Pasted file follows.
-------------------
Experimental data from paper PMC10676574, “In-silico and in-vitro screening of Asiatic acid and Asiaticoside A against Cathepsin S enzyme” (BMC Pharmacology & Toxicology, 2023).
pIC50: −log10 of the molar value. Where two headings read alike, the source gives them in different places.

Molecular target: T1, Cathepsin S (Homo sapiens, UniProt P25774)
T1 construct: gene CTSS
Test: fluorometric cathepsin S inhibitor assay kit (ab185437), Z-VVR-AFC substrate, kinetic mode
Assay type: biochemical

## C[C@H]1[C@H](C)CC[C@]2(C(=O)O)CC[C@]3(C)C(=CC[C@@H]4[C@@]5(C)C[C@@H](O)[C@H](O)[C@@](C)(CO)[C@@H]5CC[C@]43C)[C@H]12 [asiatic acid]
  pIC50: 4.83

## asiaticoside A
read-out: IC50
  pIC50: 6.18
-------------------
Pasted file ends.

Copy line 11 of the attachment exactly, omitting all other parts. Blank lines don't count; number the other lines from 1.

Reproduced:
  pIC50: 6.18